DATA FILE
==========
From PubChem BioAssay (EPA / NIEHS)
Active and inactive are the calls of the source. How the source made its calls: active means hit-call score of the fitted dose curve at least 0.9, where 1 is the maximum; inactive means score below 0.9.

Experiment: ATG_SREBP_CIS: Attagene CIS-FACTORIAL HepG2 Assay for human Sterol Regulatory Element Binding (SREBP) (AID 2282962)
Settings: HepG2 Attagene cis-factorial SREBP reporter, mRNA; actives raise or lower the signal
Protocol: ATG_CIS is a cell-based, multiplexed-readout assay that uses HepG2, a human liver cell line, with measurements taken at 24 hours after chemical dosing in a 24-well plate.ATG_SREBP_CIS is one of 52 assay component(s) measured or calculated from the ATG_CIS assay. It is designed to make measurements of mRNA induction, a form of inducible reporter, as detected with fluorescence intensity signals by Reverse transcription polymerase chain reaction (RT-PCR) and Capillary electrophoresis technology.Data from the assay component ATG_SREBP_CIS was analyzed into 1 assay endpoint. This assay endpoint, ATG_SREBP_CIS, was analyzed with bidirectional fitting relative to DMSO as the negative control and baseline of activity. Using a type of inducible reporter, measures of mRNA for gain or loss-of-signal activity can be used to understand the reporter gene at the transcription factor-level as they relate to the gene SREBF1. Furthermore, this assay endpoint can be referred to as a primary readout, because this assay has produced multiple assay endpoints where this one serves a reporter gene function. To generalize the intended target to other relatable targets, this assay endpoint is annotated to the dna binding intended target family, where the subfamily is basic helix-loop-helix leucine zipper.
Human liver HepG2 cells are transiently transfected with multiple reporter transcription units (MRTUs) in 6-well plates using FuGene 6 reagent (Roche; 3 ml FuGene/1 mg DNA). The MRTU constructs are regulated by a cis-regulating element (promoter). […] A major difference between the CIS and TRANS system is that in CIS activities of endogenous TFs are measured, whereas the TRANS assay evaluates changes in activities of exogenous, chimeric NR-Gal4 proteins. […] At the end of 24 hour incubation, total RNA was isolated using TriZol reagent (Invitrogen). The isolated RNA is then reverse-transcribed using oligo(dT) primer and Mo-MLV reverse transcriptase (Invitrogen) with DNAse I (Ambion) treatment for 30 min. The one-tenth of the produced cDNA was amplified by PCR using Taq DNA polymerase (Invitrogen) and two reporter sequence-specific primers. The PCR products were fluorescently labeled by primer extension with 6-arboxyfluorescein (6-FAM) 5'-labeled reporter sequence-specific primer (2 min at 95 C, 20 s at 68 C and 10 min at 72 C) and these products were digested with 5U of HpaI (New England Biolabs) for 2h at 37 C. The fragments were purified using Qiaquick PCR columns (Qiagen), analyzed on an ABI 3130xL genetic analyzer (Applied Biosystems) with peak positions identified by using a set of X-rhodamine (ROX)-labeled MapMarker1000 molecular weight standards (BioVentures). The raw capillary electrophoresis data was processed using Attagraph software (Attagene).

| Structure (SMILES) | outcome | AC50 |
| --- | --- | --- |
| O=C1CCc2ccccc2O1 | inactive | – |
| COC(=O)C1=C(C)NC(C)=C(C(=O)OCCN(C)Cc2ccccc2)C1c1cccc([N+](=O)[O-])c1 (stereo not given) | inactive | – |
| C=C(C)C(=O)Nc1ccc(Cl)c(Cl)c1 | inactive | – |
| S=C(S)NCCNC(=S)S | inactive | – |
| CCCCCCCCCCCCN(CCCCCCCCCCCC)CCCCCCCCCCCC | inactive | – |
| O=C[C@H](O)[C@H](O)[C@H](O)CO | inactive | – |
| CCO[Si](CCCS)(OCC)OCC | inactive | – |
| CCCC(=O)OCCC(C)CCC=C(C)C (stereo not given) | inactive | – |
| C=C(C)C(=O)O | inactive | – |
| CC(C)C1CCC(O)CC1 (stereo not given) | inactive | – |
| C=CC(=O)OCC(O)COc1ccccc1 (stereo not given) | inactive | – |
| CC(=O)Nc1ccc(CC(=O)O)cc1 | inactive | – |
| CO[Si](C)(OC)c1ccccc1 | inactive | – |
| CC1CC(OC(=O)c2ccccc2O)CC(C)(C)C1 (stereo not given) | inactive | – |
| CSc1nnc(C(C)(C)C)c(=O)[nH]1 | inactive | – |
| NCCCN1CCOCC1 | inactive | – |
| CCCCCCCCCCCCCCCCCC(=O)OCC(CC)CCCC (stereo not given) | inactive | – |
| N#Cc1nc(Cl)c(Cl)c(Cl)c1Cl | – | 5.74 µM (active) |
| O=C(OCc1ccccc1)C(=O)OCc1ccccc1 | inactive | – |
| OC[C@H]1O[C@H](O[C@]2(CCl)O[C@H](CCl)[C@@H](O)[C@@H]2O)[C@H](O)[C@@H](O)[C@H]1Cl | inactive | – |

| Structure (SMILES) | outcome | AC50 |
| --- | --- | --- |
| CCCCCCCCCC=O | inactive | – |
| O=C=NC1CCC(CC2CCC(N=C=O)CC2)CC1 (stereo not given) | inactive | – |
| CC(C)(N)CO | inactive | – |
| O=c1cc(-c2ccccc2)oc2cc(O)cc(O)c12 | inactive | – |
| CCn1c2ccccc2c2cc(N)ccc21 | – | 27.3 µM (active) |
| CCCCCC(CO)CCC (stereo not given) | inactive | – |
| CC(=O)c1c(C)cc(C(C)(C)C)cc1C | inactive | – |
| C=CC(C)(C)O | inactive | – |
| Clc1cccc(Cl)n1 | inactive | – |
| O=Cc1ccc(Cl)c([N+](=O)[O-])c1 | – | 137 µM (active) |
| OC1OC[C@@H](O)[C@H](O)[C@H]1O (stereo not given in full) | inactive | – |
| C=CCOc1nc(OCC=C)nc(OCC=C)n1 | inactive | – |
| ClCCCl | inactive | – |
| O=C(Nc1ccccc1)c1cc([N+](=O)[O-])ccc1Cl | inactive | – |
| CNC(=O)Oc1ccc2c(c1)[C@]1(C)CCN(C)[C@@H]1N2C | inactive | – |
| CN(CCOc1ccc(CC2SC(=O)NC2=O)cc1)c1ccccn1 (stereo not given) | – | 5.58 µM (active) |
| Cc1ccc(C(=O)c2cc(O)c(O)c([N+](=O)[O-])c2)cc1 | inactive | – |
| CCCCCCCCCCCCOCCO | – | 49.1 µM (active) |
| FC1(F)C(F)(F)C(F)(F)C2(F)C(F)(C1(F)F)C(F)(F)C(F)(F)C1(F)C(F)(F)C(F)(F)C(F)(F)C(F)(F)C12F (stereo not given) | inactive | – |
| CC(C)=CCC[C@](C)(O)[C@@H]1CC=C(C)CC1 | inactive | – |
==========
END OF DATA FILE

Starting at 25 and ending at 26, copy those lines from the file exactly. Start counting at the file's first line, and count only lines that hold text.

| CCCCCCCCCCCCCCCCCC(=O)OCC(CC)CCCC (stereo not given) | inactive | – |
| N#Cc1nc(Cl)c(Cl)c(Cl)c1Cl | – | 5.74 µM (active) |